“Play is the unexpected glue that lashes human brains together into a global overmind,” says Thompson, the writer here whose role is apparently nothing more than a spokesman; yet that play is tenuous, hesitant, and multi-faceted. The aim is off. We privilege human computing and understanding over computers because of humanity’s brilliant simplicity. That lack of sophistication – the ease with which we process characters, for example – is co-opted into a large-scale economic activity because it is one thing that our machines just aren't good at, yet. There as always been a limit to the skill of machines, always something just out of their reach.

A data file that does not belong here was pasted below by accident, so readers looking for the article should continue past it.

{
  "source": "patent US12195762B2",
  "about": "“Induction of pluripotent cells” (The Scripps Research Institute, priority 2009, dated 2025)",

It does not seem to be considered that there are, perhaps, some things that computers should not do at all. This is the totalizing siren song of the technology sector. Woefully, Von Ahn realized in CAPTCHAs “that he had unwittingly created a system that was frittering away, in ten-second increments, millions of hours of a most precious resource: human brain cycles.” That is, has been, and always will be, unacceptable. Thompson, one more time:
“Since the late 1990s, scientists have been recruiting people to download special screen savers that devote spare computing power to projects ranging from the search for extraterrestrial life to climate modeling. The difference with reCAPTCHA is that humans are doing the computing, without necessarily realizing it.”